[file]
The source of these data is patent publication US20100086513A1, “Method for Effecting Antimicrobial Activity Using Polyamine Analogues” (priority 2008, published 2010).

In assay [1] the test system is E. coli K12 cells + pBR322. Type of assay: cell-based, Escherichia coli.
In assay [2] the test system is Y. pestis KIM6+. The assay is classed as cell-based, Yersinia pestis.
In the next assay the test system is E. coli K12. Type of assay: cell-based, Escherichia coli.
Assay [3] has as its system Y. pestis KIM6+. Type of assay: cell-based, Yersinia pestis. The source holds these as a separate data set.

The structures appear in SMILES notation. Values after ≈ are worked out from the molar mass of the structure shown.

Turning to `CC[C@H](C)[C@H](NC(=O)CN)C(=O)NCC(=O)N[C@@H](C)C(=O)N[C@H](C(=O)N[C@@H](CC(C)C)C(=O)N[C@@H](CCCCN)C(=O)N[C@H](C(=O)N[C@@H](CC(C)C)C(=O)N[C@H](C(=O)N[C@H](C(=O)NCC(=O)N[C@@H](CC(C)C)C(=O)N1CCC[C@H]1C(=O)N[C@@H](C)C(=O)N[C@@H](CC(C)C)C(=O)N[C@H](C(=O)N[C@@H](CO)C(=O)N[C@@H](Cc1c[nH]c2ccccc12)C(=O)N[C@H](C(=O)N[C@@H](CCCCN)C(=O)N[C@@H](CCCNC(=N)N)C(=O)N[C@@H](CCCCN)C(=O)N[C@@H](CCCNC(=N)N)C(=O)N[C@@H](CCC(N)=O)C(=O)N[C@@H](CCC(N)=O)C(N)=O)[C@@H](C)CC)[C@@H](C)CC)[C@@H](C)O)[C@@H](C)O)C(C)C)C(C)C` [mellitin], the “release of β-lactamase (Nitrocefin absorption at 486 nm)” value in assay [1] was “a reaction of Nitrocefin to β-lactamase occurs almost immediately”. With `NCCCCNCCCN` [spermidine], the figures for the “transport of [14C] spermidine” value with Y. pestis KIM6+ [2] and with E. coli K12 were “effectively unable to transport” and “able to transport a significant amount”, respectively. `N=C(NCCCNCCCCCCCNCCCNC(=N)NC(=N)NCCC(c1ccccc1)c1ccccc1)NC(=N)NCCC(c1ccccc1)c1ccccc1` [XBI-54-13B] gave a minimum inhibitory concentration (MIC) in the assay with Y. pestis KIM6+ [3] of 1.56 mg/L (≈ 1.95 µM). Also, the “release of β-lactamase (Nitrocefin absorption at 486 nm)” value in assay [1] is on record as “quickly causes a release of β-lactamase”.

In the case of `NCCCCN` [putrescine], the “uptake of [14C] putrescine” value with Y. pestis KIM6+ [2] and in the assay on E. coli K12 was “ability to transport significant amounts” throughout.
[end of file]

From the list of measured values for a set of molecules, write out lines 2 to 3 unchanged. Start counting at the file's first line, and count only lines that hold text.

In assay [1] the test system is E. coli K12 cells + pBR322. Type of assay: cell-based, Escherichia coli.
In assay [2] the test system is Y. pestis KIM6+. The assay is classed as cell-based, Yersinia pestis.